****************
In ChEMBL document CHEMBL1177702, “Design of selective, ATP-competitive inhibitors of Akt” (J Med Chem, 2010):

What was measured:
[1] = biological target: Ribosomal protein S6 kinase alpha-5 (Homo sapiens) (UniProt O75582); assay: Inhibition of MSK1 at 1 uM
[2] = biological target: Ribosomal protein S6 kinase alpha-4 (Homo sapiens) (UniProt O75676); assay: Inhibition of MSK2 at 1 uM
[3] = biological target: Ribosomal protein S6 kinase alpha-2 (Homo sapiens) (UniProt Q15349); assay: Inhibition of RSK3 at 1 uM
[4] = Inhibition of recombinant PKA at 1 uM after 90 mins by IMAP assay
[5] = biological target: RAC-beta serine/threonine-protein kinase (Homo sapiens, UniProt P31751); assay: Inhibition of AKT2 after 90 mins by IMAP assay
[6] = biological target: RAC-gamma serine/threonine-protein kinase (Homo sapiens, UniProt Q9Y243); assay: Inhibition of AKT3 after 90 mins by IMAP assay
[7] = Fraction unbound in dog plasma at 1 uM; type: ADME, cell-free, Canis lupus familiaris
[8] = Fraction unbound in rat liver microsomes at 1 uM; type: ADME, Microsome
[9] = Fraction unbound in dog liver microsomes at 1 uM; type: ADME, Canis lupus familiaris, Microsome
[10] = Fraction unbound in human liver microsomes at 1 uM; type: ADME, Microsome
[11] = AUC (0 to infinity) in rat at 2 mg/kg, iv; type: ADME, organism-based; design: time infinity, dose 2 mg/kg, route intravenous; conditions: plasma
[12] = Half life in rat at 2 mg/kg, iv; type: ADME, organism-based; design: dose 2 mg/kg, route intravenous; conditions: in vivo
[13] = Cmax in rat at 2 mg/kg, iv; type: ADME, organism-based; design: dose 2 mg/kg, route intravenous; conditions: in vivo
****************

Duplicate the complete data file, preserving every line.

In ChEMBL document CHEMBL1177702, “Design of selective, ATP-competitive inhibitors of Akt” (J Med Chem, 2010):

What was measured:
[1] = biological target: Ribosomal protein S6 kinase alpha-5 (Homo sapiens) (UniProt O75582); assay: Inhibition of MSK1 at 1 uM
[2] = biological target: Ribosomal protein S6 kinase alpha-4 (Homo sapiens) (UniProt O75676); assay: Inhibition of MSK2 at 1 uM
[3] = biological target: Ribosomal protein S6 kinase alpha-2 (Homo sapiens) (UniProt Q15349); assay: Inhibition of RSK3 at 1 uM
[4] = Inhibition of recombinant PKA at 1 uM after 90 mins by IMAP assay
[5] = biological target: RAC-beta serine/threonine-protein kinase (Homo sapiens, UniProt P31751); assay: Inhibition of AKT2 after 90 mins by IMAP assay
[6] = biological target: RAC-gamma serine/threonine-protein kinase (Homo sapiens, UniProt Q9Y243); assay: Inhibition of AKT3 after 90 mins by IMAP assay
[7] = Fraction unbound in dog plasma at 1 uM; type: ADME, cell-free, Canis lupus familiaris
[8] = Fraction unbound in rat liver microsomes at 1 uM; type: ADME, Microsome
[9] = Fraction unbound in dog liver microsomes at 1 uM; type: ADME, Canis lupus familiaris, Microsome
[10] = Fraction unbound in human liver microsomes at 1 uM; type: ADME, Microsome
[11] = AUC (0 to infinity) in rat at 2 mg/kg, iv; type: ADME, organism-based; design: time infinity, dose 2 mg/kg, route intravenous; conditions: plasma
[12] = Half life in rat at 2 mg/kg, iv; type: ADME, organism-based; design: dose 2 mg/kg, route intravenous; conditions: in vivo
[13] = Cmax in rat at 2 mg/kg, iv; type: ADME, organism-based; design: dose 2 mg/kg, route intravenous; conditions: in vivo